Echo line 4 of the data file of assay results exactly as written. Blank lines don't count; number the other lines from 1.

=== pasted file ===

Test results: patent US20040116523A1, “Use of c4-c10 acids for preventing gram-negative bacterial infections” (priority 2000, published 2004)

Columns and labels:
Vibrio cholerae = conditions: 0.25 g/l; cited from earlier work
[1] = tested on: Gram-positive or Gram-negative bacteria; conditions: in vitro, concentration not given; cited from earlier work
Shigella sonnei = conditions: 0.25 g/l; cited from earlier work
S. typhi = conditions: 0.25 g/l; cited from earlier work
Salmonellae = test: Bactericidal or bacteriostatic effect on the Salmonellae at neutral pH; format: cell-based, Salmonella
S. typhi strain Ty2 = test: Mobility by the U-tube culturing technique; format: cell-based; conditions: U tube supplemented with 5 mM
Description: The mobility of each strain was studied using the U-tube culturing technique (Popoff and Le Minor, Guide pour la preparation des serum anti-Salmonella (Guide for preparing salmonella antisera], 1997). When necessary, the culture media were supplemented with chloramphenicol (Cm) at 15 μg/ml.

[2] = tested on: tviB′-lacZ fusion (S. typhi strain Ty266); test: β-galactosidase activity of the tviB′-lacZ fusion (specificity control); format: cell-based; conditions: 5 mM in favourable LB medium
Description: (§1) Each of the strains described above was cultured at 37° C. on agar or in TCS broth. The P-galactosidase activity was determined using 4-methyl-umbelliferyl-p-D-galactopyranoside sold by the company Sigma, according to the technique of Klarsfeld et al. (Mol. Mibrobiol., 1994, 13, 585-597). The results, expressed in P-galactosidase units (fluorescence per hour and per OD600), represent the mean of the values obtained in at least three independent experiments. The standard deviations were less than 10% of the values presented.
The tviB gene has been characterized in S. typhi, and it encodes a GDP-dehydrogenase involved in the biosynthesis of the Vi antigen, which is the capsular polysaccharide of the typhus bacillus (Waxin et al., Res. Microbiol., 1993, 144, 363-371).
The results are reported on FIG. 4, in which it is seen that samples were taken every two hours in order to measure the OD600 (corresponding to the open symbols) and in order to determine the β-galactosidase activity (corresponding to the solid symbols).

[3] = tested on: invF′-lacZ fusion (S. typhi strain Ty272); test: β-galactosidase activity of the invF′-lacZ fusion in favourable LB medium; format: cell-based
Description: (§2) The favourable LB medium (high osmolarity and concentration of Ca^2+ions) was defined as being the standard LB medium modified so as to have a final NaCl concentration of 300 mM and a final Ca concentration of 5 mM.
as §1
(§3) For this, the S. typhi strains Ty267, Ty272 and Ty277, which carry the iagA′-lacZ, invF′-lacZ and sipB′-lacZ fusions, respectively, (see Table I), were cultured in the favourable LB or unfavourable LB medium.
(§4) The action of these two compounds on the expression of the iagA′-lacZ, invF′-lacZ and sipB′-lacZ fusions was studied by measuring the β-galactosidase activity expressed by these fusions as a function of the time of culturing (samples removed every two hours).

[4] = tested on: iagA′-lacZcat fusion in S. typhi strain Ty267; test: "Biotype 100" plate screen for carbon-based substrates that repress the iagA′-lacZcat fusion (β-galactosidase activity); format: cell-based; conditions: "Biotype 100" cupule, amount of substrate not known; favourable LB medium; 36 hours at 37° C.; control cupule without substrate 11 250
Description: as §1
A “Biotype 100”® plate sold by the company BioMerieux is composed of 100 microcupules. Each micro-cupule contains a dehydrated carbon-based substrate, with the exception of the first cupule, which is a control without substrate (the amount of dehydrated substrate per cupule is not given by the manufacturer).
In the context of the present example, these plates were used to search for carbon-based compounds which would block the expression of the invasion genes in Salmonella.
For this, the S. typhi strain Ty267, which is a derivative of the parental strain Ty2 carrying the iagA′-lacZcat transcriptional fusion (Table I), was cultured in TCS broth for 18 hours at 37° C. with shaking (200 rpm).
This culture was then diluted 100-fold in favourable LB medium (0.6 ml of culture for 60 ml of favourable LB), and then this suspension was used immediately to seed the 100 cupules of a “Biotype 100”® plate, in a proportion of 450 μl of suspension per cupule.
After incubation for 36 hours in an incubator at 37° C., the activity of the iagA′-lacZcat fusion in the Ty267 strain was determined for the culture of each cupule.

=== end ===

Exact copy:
[1] = tested on: Gram-positive or Gram-negative bacteria; conditions: in vitro, concentration not given; cited from earlier work